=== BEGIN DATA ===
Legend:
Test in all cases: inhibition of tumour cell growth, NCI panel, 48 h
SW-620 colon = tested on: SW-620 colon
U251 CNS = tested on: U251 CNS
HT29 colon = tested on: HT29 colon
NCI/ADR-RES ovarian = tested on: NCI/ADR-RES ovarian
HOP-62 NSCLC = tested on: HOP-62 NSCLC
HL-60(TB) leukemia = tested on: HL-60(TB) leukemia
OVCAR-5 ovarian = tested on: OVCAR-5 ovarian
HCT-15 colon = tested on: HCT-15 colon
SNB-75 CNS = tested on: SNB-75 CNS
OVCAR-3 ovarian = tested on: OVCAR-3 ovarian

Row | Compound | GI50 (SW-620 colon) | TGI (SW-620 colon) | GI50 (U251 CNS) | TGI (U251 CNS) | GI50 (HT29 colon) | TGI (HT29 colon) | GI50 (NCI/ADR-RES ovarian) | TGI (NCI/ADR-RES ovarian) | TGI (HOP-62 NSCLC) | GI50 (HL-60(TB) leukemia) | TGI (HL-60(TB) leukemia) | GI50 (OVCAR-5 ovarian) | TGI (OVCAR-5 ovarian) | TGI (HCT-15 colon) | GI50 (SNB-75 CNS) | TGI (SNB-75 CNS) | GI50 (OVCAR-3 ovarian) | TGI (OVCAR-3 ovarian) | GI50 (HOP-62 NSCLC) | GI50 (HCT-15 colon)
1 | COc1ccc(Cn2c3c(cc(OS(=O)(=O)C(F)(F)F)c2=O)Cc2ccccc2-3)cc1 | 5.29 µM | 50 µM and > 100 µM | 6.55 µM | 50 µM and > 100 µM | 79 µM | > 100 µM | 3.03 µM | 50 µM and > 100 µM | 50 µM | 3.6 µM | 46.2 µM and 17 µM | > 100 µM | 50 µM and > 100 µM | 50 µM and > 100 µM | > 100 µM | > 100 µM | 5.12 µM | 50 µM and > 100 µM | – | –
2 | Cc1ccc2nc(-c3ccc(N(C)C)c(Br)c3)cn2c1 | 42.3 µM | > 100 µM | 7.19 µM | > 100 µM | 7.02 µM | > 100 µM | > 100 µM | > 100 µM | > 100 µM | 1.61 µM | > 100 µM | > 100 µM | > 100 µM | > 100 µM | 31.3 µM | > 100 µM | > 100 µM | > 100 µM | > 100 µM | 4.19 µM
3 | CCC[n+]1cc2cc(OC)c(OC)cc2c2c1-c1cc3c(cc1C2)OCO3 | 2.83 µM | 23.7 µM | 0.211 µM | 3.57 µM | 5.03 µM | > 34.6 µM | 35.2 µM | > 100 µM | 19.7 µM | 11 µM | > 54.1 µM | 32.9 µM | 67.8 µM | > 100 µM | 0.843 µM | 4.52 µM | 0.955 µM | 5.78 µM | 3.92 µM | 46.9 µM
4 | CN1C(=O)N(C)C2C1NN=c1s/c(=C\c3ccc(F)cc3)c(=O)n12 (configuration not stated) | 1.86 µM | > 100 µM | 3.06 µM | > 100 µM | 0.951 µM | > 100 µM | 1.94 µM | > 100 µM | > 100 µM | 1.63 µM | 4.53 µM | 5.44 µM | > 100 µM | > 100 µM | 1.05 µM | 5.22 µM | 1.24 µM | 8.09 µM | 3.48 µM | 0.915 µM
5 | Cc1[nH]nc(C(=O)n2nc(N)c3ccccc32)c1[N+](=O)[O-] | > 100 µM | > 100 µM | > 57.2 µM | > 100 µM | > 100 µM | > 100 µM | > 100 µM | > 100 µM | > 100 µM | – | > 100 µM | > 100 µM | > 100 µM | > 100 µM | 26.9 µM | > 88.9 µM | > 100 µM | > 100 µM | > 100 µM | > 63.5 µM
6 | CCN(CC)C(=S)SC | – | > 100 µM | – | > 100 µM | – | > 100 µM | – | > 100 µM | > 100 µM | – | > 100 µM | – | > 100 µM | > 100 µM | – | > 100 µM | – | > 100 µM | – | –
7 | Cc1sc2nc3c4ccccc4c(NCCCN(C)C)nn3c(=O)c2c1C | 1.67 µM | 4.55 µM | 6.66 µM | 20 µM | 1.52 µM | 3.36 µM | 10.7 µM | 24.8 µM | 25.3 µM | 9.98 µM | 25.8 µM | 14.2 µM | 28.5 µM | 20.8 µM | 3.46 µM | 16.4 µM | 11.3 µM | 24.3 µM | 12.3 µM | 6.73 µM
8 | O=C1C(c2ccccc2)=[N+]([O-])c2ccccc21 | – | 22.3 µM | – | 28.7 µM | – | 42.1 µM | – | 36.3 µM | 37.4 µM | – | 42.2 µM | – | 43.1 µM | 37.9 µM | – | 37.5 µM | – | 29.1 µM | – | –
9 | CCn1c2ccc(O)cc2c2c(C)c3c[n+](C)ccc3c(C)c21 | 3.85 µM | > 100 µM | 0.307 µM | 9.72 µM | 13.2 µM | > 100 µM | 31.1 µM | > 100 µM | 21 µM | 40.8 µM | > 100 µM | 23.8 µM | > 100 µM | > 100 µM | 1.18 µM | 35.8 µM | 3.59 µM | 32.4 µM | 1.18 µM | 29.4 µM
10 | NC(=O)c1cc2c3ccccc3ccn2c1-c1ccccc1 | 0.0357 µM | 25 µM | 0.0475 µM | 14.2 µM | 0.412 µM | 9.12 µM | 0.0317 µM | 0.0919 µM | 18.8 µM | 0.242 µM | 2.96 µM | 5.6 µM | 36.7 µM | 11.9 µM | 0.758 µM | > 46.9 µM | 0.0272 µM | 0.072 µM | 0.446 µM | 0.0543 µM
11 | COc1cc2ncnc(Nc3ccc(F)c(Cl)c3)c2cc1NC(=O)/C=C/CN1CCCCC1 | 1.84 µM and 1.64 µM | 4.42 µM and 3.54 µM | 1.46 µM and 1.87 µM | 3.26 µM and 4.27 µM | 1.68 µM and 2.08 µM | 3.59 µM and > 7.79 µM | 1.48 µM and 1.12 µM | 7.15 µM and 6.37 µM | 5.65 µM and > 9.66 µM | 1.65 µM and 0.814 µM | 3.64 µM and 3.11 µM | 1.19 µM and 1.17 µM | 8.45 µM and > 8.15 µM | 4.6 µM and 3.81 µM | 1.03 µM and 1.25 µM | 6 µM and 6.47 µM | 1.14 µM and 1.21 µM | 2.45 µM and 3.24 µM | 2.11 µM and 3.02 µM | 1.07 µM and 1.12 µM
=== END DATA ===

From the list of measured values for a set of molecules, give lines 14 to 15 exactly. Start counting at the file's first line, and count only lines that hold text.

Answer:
1 | COc1ccc(Cn2c3c(cc(OS(=O)(=O)C(F)(F)F)c2=O)Cc2ccccc2-3)cc1 | 5.29 µM | 50 µM and > 100 µM | 6.55 µM | 50 µM and > 100 µM | 79 µM | > 100 µM | 3.03 µM | 50 µM and > 100 µM | 50 µM | 3.6 µM | 46.2 µM and 17 µM | > 100 µM | 50 µM and > 100 µM | 50 µM and > 100 µM | > 100 µM | > 100 µM | 5.12 µM | 50 µM and > 100 µM | – | –
2 | Cc1ccc2nc(-c3ccc(N(C)C)c(Br)c3)cn2c1 | 42.3 µM | > 100 µM | 7.19 µM | > 100 µM | 7.02 µM | > 100 µM | > 100 µM | > 100 µM | > 100 µM | 1.61 µM | > 100 µM | > 100 µM | > 100 µM | > 100 µM | 31.3 µM | > 100 µM | > 100 µM | > 100 µM | > 100 µM | 4.19 µM